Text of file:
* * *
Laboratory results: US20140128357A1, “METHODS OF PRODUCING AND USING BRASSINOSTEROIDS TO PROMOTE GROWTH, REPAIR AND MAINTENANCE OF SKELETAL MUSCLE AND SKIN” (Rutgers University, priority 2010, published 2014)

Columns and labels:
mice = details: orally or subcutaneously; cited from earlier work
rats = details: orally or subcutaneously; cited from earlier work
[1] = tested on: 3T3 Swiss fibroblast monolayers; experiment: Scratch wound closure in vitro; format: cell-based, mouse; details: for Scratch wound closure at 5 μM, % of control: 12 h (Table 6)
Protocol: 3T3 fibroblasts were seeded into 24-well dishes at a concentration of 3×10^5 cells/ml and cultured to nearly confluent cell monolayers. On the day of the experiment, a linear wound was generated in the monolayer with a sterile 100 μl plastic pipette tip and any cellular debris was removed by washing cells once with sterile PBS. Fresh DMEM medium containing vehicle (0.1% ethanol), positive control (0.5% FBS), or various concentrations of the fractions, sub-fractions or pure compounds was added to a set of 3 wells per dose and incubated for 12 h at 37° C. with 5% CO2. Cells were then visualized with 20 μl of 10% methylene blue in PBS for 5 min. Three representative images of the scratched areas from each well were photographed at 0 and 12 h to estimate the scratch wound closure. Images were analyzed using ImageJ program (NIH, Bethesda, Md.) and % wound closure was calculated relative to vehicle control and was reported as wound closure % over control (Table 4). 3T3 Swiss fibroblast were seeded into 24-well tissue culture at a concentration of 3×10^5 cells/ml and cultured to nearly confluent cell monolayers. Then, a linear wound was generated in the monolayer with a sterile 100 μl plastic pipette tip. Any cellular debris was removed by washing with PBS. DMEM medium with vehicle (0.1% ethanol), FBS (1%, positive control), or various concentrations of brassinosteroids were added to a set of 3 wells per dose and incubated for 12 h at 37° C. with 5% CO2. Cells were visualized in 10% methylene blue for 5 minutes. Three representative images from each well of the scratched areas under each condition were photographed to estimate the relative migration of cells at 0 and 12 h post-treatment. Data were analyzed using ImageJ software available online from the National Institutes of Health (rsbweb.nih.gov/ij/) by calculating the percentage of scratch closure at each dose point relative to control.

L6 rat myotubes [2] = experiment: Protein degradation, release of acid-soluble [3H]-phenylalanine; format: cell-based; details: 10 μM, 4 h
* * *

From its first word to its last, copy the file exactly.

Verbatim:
Laboratory results: US20140128357A1, “METHODS OF PRODUCING AND USING BRASSINOSTEROIDS TO PROMOTE GROWTH, REPAIR AND MAINTENANCE OF SKELETAL MUSCLE AND SKIN” (Rutgers University, priority 2010, published 2014)

Columns and labels:
mice = details: orally or subcutaneously; cited from earlier work
rats = details: orally or subcutaneously; cited from earlier work
[1] = tested on: 3T3 Swiss fibroblast monolayers; experiment: Scratch wound closure in vitro; format: cell-based, mouse; details: for Scratch wound closure at 5 μM, % of control: 12 h (Table 6)
Protocol: 3T3 fibroblasts were seeded into 24-well dishes at a concentration of 3×10^5 cells/ml and cultured to nearly confluent cell monolayers. On the day of the experiment, a linear wound was generated in the monolayer with a sterile 100 μl plastic pipette tip and any cellular debris was removed by washing cells once with sterile PBS. Fresh DMEM medium containing vehicle (0.1% ethanol), positive control (0.5% FBS), or various concentrations of the fractions, sub-fractions or pure compounds was added to a set of 3 wells per dose and incubated for 12 h at 37° C. with 5% CO2. Cells were then visualized with 20 μl of 10% methylene blue in PBS for 5 min. Three representative images of the scratched areas from each well were photographed at 0 and 12 h to estimate the scratch wound closure. Images were analyzed using ImageJ program (NIH, Bethesda, Md.) and % wound closure was calculated relative to vehicle control and was reported as wound closure % over control (Table 4). 3T3 Swiss fibroblast were seeded into 24-well tissue culture at a concentration of 3×10^5 cells/ml and cultured to nearly confluent cell monolayers. Then, a linear wound was generated in the monolayer with a sterile 100 μl plastic pipette tip. Any cellular debris was removed by washing with PBS. DMEM medium with vehicle (0.1% ethanol), FBS (1%, positive control), or various concentrations of brassinosteroids were added to a set of 3 wells per dose and incubated for 12 h at 37° C. with 5% CO2. Cells were visualized in 10% methylene blue for 5 minutes. Three representative images from each well of the scratched areas under each condition were photographed to estimate the relative migration of cells at 0 and 12 h post-treatment. Data were analyzed using ImageJ software available online from the National Institutes of Health (rsbweb.nih.gov/ij/) by calculating the percentage of scratch closure at each dose point relative to control.

L6 rat myotubes [2] = experiment: Protein degradation, release of acid-soluble [3H]-phenylalanine; format: cell-based; details: 10 μM, 4 h